We’ll need to go over it again a few times before planting, removing rocks and adding some compost in. We live on top of an ancient riverbed so it’s easier to grow in raised beds but with enough help and hard work, we can also grow right in the ground here.
Speaking of compost, we built two new compost bins using some wooden pallets.
Rather than grow flowers in these beds next to the chicken coop, we decided to turn it into our herb garden this year. After binging on Mark’s videos we both agreed that while flowers are nice, we want to use our limited space for growing food instead. We’ll probably plant some strawberries in them, too, since there’s plenty of room
We added a few new raised beds and used the Hügelkultur method to prep them including these two tomato planters made from fire rings we bought at Home Depot.
The tractor tire will be used for planting onions:
Mark uses Birdies raised beds and we want to get two of the bigger ones for carrots but they are out of stock at the moment. In the meantime we’re collecting as many plastic pots as we can so we can do some hanging planters on the duck pen and we’re also going to dig up a couple other areas to grow things like giant sunflowers for the birds.
Our onion starts are ready to go in this week and the thyme and rosemary will go in soon after.
The pumpkin seeds have been sewn and so have the watermelons.
We are waiting for the automatic vent opener and the thermometer for the new greenhouse to be delivered so once we get those we’ll switch to using it instead of doing it in the house. We did get the new brick floor in over the weekend, though.
We tackled that on Saturday morning, before the winds came. We also made sure to secure the plastic around the hybrid willows we planted last fall for a windbreak.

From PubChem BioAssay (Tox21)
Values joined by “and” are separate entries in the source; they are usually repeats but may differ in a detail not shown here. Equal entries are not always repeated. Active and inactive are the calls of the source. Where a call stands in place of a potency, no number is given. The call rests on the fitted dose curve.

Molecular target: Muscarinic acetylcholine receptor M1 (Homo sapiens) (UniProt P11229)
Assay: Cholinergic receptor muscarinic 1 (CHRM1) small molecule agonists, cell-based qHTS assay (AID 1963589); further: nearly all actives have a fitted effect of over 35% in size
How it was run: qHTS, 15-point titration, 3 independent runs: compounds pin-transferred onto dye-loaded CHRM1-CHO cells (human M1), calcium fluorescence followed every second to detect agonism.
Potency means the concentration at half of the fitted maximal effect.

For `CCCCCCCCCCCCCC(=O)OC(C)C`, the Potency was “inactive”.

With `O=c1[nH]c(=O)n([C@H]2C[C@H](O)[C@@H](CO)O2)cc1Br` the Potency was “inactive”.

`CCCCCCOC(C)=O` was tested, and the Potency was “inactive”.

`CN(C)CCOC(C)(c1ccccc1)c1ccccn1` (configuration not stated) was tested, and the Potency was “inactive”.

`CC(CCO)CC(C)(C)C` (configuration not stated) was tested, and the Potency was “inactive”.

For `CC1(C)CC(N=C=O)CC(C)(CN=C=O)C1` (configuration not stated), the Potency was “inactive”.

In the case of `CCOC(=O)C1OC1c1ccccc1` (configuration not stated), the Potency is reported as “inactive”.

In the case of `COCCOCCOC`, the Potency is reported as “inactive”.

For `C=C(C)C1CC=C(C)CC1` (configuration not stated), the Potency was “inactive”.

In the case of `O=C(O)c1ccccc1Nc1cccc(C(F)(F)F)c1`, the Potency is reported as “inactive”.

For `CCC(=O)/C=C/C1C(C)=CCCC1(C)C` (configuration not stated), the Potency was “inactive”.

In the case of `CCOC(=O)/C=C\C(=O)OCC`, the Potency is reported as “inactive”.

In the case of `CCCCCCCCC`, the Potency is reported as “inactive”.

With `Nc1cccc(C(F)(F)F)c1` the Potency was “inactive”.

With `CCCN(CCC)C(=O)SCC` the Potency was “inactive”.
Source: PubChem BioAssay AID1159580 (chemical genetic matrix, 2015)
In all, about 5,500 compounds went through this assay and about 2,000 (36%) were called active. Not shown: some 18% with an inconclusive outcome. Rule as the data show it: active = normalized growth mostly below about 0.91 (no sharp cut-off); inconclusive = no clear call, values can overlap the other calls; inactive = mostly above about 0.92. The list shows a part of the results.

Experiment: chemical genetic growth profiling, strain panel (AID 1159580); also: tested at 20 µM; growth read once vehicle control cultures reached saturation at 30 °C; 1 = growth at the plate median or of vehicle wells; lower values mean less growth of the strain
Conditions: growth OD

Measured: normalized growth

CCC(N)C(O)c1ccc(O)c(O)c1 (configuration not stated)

They should grow 12 to 15 feet tall this year so we’re excited to see them fill in the back part of the property. We’ll definitely propagate them and plant new ones and maybe sell a few, too. Willow is also great for a root starter for other plants.
So overall it was a quite productive few days, despite the wind storm. We still have a lot of work to do, like seeking and destroying all the wasp nests we can find so there are less of the murderous little boogers out there threatening to kill me.
I am also working on my DIY fertilizer and pesticide spray recipes, which I’ll get into in a future post. I’ll probably be posting less as we move into growing season. It takes much longer for me to recooperate than the average person, thanks to my wonky immune system, so I have to pace myself with everything.
I did manage to get to my immunologist yesterday, though, and he refilled my EpiPens, ordered some blood tests and decided that I’m on the best course as far as the mast cell stabilizing medicines I’m using and the mast cell friendly lifestyle I’m living. Having been sick from birth and finding no answers despite a lifetime of going from doctor to doctor, I am soooo grateful to him for finally figuring out what is wrong with me.
I owe Dr. Dave my life, limited as it may be.
Someday I’ll have to tell the story of how I ended up nearly dying from wasp stings just before finding Dr. Dave and getting diagnosed. Until then, I have gardening to do!! 🙂